Sunday, February 20, 2011

Mind If I Crash Here Tonight?

Lucky, Our Overnight Guest
Somehow an 85-pound yellow lab-horse mix ended up in our living room last night. It might sound as if he hitch-hiked his way up I-95, knocked on our door, and asked, "Hey guys, mind if I crash here tonight? I hear you like dogs." And, while opening the door, we said, "Sure, Lucky, make yourself at home." But the truth is that it was a little more planned than that.

The dogs with our rescue come primarily from shelters in Virginia, West Virginia, and North Carolina with the help of a system called Rural Shelter Transports. (In addition to their Facebook page I just linked to, they also have a blog.) I've referred to this process before as the doggie underground railroad.

Here's how it works: Rescues groups commit to pulling certain dogs from shelters in these areas. The dogs just need to hitch a ride. Starting on Saturday morning, volunteers near the shelters drive the dogs about an hour north. They pull over to a rest stop where more volunteers take the dogs and drive them another hour north. These exchanges happen many times over up the East Coast. At different points in the ride, dogs are taken off the transport and are taken into their receiving rescues by volunteers who are waiting at the assigned rest stops.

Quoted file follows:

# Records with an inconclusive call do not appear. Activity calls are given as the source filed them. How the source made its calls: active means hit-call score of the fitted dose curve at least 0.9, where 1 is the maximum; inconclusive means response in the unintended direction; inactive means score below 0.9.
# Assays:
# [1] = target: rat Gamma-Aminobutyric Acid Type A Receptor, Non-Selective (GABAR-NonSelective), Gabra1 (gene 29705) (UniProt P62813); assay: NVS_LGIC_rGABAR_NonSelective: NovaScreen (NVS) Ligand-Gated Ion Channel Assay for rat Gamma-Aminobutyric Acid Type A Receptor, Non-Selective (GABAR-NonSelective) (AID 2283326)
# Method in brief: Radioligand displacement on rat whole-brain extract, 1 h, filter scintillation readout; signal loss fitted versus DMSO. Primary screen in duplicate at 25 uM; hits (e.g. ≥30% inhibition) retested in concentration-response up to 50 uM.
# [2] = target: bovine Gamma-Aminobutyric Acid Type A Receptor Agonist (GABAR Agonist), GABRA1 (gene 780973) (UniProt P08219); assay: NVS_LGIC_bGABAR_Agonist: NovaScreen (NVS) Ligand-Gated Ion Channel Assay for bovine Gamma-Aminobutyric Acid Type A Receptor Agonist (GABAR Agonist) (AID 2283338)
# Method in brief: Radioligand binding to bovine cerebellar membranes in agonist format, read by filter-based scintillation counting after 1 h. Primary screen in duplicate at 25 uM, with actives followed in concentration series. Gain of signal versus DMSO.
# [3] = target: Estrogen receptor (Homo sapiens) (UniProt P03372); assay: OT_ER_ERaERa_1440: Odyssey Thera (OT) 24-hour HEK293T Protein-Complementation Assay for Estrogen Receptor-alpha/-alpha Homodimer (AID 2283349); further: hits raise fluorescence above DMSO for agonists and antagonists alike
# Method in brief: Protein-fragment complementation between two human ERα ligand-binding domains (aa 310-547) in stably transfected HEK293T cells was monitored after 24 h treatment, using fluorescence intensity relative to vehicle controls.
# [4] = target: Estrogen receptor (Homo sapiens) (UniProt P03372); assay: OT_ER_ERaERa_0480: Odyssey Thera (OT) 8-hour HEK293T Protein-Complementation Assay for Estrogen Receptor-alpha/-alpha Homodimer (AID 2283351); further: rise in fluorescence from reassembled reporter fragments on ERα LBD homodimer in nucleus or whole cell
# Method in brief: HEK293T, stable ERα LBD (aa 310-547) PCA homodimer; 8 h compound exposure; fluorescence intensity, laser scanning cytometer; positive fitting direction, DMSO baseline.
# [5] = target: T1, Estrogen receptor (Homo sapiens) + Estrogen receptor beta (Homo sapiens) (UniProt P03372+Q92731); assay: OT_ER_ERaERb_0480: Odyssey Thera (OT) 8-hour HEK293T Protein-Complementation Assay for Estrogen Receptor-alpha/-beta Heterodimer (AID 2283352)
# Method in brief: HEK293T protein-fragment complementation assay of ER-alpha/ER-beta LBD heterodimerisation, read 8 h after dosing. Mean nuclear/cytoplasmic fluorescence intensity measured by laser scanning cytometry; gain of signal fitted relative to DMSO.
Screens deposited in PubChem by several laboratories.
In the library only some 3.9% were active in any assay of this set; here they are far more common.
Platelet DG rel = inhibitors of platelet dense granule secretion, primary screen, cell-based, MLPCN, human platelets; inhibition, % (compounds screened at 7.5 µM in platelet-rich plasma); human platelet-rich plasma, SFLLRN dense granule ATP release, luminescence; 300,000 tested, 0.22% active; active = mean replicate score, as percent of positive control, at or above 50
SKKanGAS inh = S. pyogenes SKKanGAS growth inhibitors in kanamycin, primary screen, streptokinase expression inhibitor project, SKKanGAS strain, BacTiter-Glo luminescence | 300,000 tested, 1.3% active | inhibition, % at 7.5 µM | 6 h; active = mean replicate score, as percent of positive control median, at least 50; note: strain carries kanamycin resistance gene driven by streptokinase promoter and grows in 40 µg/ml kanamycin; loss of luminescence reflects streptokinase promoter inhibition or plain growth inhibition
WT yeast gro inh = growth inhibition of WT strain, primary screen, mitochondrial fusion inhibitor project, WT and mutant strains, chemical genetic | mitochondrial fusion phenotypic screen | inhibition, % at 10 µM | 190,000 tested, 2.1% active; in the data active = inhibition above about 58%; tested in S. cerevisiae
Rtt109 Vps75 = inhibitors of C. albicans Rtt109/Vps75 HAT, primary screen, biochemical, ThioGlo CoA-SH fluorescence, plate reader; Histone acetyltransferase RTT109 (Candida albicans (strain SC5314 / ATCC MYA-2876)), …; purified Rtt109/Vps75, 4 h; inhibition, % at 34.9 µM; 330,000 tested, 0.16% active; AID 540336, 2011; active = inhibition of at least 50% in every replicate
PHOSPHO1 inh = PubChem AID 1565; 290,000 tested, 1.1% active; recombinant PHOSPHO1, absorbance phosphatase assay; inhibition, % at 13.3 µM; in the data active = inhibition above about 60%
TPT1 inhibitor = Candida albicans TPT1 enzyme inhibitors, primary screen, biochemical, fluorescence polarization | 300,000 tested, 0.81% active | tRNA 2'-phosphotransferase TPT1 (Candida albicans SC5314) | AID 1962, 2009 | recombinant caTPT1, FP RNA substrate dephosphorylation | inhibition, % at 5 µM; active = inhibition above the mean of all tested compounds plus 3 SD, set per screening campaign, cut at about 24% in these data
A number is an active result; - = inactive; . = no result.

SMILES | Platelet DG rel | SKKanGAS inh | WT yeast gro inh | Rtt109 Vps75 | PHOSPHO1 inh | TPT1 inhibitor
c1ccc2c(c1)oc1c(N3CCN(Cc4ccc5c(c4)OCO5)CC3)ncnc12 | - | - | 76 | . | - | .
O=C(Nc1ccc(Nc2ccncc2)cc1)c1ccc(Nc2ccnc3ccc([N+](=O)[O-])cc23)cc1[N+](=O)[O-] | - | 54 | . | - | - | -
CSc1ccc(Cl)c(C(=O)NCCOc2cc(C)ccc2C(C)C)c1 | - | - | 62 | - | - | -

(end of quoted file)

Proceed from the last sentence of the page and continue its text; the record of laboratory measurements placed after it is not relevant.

With the cooperation of MANY people, thousands of dogs are pulled from shelters and sent to rescues each year. To get an idea of just how many people are involved and the logistics behind it, check out this week's "run sheet," as they call it. You'll see how dogs come on and off at given points.